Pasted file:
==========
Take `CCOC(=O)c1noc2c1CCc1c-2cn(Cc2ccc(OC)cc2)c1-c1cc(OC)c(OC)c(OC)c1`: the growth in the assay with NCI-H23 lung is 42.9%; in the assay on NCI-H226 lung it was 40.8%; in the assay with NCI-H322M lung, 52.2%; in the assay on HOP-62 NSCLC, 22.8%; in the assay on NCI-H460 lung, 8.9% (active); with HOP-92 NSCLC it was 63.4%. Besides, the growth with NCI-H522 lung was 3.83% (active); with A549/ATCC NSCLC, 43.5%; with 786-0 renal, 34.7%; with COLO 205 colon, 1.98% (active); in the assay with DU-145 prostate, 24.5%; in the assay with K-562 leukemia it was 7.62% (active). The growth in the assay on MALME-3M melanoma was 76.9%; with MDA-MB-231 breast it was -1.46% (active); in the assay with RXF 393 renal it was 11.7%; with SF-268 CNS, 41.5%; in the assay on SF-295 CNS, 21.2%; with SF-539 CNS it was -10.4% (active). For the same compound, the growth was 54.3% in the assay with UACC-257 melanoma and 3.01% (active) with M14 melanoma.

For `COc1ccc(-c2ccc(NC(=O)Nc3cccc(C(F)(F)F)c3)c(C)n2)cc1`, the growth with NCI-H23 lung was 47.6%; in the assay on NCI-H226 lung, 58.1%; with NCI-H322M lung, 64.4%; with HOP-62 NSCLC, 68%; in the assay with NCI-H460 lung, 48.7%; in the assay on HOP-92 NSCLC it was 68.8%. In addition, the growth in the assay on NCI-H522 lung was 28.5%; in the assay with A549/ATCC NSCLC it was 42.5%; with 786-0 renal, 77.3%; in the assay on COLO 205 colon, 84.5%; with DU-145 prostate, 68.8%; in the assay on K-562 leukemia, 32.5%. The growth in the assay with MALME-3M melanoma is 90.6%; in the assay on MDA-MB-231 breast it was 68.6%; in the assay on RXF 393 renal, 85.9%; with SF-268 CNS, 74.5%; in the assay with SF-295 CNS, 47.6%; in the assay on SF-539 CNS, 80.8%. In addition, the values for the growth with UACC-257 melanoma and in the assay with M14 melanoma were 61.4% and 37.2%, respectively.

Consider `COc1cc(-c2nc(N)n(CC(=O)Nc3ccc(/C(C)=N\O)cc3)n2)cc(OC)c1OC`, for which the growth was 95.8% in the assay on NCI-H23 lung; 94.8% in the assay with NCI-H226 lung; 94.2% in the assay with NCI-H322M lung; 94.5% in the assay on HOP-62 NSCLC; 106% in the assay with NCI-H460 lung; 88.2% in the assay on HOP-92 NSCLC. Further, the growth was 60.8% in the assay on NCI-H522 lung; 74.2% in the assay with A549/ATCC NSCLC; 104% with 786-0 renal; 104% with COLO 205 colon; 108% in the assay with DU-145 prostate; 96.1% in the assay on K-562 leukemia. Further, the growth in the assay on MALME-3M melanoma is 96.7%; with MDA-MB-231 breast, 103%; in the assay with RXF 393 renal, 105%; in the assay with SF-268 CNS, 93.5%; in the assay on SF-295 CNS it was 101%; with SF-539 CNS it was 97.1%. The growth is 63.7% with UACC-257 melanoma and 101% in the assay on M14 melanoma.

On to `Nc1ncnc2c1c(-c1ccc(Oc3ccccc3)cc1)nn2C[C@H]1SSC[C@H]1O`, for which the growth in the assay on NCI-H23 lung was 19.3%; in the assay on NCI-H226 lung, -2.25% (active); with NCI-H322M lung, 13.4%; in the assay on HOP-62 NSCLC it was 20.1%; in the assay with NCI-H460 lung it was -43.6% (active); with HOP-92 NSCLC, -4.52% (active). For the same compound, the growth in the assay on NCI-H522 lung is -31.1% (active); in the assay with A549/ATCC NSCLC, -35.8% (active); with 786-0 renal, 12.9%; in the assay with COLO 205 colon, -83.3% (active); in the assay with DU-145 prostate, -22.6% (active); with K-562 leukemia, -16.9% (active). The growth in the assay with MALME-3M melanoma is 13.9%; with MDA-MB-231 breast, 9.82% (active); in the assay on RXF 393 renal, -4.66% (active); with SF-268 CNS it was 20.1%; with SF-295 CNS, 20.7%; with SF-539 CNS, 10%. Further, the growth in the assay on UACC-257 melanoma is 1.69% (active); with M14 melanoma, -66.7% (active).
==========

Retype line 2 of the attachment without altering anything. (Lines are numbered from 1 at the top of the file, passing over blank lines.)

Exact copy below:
For `COc1ccc(-c2ccc(NC(=O)Nc3cccc(C(F)(F)F)c3)c(C)n2)cc1`, the growth with NCI-H23 lung was 47.6%; in the assay on NCI-H226 lung, 58.1%; with NCI-H322M lung, 64.4%; with HOP-62 NSCLC, 68%; in the assay with NCI-H460 lung, 48.7%; in the assay on HOP-92 NSCLC it was 68.8%. In addition, the growth in the assay on NCI-H522 lung was 28.5%; in the assay with A549/ATCC NSCLC it was 42.5%; with 786-0 renal, 77.3%; in the assay on COLO 205 colon, 84.5%; with DU-145 prostate, 68.8%; in the assay on K-562 leukemia, 32.5%. The growth in the assay with MALME-3M melanoma is 90.6%; in the assay on MDA-MB-231 breast it was 68.6%; in the assay on RXF 393 renal, 85.9%; with SF-268 CNS, 74.5%; in the assay with SF-295 CNS, 47.6%; in the assay on SF-539 CNS, 80.8%. In addition, the values for the growth with UACC-257 melanoma and in the assay with M14 melanoma were 61.4% and 37.2%, respectively.